Critically, the emphasis on slow responding appears to depend on ability and difficulty (Goldhammer et al. 2014). Participants with a higher level of ability and/or motivation tend to modulate their RTs as a function of problem difficulty and spend much longer on difficult problems (Perret and Dauvier 2018; Gonthier and Roulin 2020; see also Tancoš et al. 2023), suggesting that these require substantially more time to be solved correctly. In line with this view, the relation between RTs and accuracy is negative for easy problems but becomes less negative (Dodonova and Dodonov 2013) or even positive for more difficult problems (Becker et al. 2016; Goldhammer et al. 2015). In terms of processing, it is likely that complex problems, which involve more logical rules and more components on which to apply these rules, require more time to elaborate a correct answer. In short, responding slowly can also be characteristic of high performance, especially for difficult problems and high-ability participants. It is also worth recalling that not all groups respond at the same speed: forcing fast responses may be more detrimental to participants with a slower response speed, such as young children (Borter et al. 2020) and older adults (Salthouse 1996).

2.4. Effect 4: Time Pressure Can Affect Cognitive Processing

Encouraging speeding when responding to a problem may conceivably affect cognitive processing, above and beyond limiting the amount of processing that can be performed. A few studies have even suggested that fast responses to an intelligence test involve a different ability or process than slow responses (Partchev and De Boeck 2012; DiTrapani et al. 2016), although no information was provided regarding the nature of this ability. There are multiple pathways by which cognitive processing could be affected.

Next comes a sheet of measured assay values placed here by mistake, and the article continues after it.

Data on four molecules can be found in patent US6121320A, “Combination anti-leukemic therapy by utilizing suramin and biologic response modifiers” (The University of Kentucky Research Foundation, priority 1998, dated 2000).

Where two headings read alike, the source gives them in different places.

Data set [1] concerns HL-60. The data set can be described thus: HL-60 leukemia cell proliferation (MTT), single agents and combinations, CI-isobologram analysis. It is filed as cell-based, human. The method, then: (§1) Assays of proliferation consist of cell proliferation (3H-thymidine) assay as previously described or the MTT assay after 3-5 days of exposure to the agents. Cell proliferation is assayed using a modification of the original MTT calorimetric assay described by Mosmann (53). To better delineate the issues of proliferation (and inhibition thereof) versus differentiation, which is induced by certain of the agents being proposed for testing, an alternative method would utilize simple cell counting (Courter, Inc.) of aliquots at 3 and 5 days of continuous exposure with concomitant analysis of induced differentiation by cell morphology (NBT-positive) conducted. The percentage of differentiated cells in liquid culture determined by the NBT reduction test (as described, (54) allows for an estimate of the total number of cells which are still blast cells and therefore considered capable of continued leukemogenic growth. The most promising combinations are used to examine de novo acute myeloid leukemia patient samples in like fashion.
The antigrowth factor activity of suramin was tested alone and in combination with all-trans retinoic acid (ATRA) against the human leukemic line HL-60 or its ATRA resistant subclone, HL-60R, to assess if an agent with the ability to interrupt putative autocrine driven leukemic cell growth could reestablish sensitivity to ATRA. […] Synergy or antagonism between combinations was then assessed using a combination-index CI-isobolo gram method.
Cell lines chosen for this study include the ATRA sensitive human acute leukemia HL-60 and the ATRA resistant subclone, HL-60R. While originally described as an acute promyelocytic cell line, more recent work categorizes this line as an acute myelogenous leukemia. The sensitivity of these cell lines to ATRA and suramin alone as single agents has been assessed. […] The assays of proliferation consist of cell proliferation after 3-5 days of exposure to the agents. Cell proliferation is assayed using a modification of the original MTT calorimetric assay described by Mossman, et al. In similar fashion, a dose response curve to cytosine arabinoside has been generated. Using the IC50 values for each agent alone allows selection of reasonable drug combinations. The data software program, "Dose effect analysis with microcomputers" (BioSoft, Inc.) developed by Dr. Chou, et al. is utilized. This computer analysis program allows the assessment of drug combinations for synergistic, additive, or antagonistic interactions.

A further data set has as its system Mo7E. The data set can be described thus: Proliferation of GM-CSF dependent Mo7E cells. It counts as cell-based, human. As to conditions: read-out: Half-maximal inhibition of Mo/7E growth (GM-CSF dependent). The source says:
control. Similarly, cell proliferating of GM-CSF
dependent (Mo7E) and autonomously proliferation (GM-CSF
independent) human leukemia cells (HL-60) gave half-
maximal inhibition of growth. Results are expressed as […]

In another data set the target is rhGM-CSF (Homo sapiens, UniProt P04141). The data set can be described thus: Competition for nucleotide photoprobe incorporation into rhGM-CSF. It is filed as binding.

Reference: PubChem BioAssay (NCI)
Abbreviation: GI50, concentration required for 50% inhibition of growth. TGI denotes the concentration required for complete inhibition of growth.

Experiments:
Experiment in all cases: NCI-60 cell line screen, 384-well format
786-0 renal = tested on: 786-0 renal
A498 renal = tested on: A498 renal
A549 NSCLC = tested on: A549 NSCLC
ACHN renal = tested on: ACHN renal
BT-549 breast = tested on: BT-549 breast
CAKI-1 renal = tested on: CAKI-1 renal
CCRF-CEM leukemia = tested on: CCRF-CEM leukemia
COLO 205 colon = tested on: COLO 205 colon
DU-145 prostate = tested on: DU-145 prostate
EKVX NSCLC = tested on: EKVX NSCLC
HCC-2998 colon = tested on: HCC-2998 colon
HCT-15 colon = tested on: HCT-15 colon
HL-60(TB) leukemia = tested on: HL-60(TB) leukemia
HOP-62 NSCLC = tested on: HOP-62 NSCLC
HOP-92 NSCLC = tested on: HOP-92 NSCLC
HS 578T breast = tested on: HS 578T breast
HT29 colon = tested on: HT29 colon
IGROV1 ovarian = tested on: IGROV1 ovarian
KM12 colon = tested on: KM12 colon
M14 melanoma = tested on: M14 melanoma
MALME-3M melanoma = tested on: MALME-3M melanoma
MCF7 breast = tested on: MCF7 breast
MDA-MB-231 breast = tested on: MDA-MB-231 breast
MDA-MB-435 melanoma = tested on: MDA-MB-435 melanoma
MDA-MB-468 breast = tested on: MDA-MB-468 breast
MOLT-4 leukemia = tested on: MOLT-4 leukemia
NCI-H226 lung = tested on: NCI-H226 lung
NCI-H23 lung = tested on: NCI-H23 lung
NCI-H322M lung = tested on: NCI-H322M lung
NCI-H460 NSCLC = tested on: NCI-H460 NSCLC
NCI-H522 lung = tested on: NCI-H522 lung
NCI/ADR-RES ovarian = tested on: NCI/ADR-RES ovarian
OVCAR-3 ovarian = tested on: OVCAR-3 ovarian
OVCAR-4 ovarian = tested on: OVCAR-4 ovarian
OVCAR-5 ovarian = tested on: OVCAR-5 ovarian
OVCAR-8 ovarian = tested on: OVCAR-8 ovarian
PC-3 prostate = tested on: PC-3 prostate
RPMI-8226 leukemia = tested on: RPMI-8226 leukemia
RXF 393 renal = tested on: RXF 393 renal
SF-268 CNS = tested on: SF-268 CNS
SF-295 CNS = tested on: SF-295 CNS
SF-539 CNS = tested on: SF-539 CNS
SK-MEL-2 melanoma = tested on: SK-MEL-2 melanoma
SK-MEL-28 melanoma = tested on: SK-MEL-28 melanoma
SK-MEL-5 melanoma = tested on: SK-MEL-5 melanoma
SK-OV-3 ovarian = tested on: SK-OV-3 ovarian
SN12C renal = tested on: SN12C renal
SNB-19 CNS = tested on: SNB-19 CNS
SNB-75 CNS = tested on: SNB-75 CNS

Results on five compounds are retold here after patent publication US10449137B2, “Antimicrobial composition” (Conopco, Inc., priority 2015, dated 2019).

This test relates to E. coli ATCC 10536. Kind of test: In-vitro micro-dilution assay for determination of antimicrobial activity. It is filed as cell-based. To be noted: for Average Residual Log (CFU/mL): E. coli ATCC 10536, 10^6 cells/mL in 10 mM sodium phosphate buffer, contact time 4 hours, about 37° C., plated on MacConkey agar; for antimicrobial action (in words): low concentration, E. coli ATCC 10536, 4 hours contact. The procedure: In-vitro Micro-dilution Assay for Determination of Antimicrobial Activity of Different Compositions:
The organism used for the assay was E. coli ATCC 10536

At the item level, one possible way to conceptualize the possible effects of time pressure is to think of the response process in a reasoning task as a drift-diffusion model (e.g., Frischkorn and Schubert 2018; Kang et al. 2022; Lerche et al. 2020; van der Maas et al. 2011). This class of models considers that when confronted with a problem, participants continuously accumulate evidence in a random walk process (modeled as a constant drift rate in the direction of the response, plus noise), until they reach a decision threshold. Encouraging participants to speed their responding due to a time limit could force them to lower their decision threshold, interfering with verification of their response as discussed in the previous section (Goldhammer and Klein Entink 2011; Klein Entink et al. 2009a; Kyllonen and Zu 2016). This would translate as faster RTs, lower accuracy, and lower confidence in one’s response.
Apart from a change of decision threshold, time pressure could also force participants to accumulate information at a higher rate. Based on the decision-making literature, this could translate into several effects in terms of cognitive processing (Johnson et al. 1993; see also Ben Zur and Breznitz 1981; Wright 1974), including acceleration (performing the same cognitive operations more quickly), filtration of information (considering less information before making a decision; see also Salthouse 1996), or a change of strategy (tackling the task in a qualitatively different way). Acceleration or filtration would translate as faster responses in the task and lower accuracy; filtration in particular could also translate as lower accuracy conditional on RT, i.e., lower accuracy for the same RT, owing to the qualitatively different nature of information processing.